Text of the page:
The Servant Songs and the Greatest Service of All

I am impressed by good service.

Good service at a restaurant I eat at, good service by the plumber who fixes my house, good service from the kindergarten teacher my child attends. Wherever it may be, if I receive good service I am impressed by it.

I’m impressed because good service surpasses my expectations for the everyday, give-and-take interaction.

At Christmas each year we read and hear the story of Jesus’ birth. For those of us who have been involved in church and walked the Christian life for some time, we can take this story for granted. Instead of being impressed by the truths of the incarnation, we often become blasé and apathetic to the season.

Yet, as I delve into scripture in greater depth, I am more and more impressed at how God’s handiwork throughout the Old Testament speaks into the birth of Jesus. And lately, for me, this has come from the book of Isaiah.

Seven to eight hundred years prior to the birth of Jesus, we read the prophecies and teaching of God through the person of Isaiah. He speaks to the leaders of God’s people with admonishment and judgement upon their rebellion toward God, but also (like all of the Old Testament prophets) provides promises of hope for the future.

Through what is known as four ‘Servant Songs’ (Isaiah 42:1-4; 49:1-13; 50:4-9; 52:13-52:12), God’s message through Isaiah depicts a person who will come and serve the people of God. This person will come from within Israel, and is to serve them as one who has been called and consecrated by the Lord. Through this ‘Servant of the Lord,’ there will come restoration, hope, and salvation for God’s people.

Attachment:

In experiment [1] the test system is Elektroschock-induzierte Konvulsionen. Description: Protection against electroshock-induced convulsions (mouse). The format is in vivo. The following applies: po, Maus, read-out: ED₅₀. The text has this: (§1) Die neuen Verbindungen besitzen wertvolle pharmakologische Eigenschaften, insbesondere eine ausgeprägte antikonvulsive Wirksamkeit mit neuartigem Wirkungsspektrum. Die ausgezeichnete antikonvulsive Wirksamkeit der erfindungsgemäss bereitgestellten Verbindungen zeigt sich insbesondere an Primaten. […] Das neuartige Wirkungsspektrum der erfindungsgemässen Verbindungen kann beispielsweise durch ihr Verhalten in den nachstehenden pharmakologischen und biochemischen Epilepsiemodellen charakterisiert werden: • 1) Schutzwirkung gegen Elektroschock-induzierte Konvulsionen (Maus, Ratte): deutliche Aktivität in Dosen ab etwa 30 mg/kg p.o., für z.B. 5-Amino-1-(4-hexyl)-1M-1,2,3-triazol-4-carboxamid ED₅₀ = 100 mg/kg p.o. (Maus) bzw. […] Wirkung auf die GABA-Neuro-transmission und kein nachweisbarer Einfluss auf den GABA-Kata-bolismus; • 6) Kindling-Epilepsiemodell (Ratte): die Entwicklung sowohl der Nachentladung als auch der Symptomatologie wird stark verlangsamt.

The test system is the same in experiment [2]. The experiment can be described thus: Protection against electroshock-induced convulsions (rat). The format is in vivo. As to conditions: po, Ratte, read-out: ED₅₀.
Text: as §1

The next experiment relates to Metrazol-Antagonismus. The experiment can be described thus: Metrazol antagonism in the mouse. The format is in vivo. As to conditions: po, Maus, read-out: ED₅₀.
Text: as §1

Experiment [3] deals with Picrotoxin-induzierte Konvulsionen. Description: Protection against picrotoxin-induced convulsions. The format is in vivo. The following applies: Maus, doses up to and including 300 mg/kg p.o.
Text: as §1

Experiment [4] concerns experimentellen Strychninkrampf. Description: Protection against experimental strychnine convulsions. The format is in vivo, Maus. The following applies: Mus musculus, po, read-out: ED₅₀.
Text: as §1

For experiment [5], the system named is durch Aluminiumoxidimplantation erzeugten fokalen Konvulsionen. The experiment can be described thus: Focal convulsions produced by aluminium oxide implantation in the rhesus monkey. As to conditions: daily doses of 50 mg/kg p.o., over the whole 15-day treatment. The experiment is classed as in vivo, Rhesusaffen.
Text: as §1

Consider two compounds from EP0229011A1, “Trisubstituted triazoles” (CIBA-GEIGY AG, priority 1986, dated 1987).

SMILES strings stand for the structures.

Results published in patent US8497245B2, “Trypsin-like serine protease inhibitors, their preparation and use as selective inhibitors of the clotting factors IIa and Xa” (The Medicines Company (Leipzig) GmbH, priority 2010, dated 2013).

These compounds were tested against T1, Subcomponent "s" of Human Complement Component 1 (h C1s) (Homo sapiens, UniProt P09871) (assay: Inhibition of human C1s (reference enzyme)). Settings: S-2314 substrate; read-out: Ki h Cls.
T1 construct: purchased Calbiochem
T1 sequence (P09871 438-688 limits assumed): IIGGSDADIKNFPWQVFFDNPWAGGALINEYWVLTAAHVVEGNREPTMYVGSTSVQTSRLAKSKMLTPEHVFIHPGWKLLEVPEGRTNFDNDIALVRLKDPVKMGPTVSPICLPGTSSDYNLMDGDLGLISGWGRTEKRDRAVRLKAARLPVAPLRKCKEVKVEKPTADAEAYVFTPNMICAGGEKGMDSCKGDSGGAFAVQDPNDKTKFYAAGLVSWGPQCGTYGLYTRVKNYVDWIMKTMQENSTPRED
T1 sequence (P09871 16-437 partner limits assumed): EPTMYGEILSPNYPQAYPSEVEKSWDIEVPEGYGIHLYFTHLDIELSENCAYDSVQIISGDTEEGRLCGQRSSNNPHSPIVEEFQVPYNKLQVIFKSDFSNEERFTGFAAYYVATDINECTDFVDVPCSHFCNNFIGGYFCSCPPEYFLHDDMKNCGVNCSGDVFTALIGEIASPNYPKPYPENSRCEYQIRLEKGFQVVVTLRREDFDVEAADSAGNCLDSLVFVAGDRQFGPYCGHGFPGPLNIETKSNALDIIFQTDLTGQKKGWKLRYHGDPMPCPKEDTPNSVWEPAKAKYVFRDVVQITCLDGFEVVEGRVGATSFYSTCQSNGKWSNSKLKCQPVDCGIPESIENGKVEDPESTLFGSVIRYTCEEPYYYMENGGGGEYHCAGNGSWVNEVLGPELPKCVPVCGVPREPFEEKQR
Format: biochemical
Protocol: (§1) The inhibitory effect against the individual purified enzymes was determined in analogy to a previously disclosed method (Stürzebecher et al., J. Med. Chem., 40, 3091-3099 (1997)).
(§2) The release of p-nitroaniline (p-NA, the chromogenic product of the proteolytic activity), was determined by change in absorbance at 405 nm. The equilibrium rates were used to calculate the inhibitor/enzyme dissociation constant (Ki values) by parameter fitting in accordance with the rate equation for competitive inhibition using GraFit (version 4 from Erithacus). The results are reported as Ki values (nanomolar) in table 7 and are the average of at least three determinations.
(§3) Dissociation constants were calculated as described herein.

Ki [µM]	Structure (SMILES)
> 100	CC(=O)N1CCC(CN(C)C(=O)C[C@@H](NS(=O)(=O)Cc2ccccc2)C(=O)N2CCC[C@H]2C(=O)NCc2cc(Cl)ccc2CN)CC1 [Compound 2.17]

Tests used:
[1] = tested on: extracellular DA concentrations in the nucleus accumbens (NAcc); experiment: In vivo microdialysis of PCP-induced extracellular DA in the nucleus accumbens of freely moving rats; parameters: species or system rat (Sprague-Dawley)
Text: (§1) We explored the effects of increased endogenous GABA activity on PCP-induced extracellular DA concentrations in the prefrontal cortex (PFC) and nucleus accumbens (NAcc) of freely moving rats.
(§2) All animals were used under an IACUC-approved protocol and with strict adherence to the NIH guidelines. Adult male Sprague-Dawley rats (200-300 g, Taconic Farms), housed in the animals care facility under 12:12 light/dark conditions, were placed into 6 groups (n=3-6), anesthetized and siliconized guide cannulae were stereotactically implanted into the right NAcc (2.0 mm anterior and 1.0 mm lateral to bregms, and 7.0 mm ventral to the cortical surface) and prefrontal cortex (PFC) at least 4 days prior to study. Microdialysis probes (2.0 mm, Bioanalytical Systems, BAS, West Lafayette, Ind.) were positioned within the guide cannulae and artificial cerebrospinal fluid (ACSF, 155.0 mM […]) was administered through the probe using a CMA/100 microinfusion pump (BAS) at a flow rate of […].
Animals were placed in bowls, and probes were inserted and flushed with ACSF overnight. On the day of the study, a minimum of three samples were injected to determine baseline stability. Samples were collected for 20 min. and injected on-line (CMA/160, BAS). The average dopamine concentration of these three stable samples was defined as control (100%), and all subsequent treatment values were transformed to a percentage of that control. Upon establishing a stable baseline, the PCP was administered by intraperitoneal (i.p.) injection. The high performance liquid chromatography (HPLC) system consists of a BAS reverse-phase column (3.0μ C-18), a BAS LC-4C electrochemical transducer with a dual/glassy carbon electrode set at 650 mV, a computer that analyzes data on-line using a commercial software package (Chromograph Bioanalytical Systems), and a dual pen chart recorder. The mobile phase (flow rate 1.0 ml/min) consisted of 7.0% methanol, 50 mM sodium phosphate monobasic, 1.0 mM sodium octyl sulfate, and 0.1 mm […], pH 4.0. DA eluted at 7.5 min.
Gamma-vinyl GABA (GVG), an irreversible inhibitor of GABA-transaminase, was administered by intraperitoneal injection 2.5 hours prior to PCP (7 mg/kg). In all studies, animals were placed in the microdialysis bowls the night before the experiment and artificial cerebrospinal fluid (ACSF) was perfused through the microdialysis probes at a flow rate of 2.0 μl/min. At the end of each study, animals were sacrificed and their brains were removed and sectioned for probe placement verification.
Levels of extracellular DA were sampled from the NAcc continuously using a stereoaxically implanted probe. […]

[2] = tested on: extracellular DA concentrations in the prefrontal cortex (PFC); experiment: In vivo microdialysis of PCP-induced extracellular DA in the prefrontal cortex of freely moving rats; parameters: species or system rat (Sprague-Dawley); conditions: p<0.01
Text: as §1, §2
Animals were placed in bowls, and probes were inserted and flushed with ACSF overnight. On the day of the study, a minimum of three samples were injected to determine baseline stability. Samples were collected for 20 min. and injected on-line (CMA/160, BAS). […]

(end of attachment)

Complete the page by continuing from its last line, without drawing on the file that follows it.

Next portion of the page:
In chapter 49:5-6 the words of Isaiah speak of how the Lord will form this servant from the womb, and will provide him with strength to unite God’s people. The Lord then seems to be speaking to this servant directly when he says,

 “It is too small a thing for you to be my servant, restore the tribes of Jacob and bring back those of Israel I have kept. I will also make you a light for the Gentiles, that you may bring my salvation to the ends of the earth.” (See also Isaiah 50:10; 52:13; 53:11).

Through what we could call this ‘Servant-King’, God will enact his mission in reconciling the world to himself once again. No longer will God’s people be ruled by inept human leaders, but will be governed by a selfless, humble, and perfect Servant-King. And this Servant-King, as we understand from the New Testament, is Jesus. The birth of whom we celebrate each Christmas.

And as we celebrate Jesus this Christmas it is worth considering at least one of these four Servant Songs, because through them we find how important they are for understanding the incarnation event. These Servant Songs – written centuries before Jesus’ birth – reveal just how specifically the scripture speaks to the truth of who he would be.

In Isaiah 42:1-4 it reads:

1 Behold my servant, whom I uphold,
my chosen, in whom my soul delights;
I have put my Spirit upon him;
he will bring forth justice to the nations.
He will not cry aloud or lift up his voice,
or make it heard in the street;